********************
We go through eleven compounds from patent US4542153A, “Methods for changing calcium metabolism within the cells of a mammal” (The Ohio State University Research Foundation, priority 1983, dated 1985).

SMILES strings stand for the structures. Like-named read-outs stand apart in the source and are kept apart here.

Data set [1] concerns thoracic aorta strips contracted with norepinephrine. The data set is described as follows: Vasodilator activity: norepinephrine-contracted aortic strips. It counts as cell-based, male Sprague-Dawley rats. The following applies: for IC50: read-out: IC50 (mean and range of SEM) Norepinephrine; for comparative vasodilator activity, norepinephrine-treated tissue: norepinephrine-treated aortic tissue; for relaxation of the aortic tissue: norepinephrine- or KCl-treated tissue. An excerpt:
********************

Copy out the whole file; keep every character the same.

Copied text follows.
We go through eleven compounds from patent US4542153A, “Methods for changing calcium metabolism within the cells of a mammal” (The Ohio State University Research Foundation, priority 1983, dated 1985).

SMILES strings stand for the structures. Like-named read-outs stand apart in the source and are kept apart here.

Data set [1] concerns thoracic aorta strips contracted with norepinephrine. The data set is described as follows: Vasodilator activity: norepinephrine-contracted aortic strips. It counts as cell-based, male Sprague-Dawley rats. The following applies: for IC50: read-out: IC50 (mean and range of SEM) Norepinephrine; for comparative vasodilator activity, norepinephrine-treated tissue: norepinephrine-treated aortic tissue; for relaxation of the aortic tissue: norepinephrine- or KCl-treated tissue. An excerpt: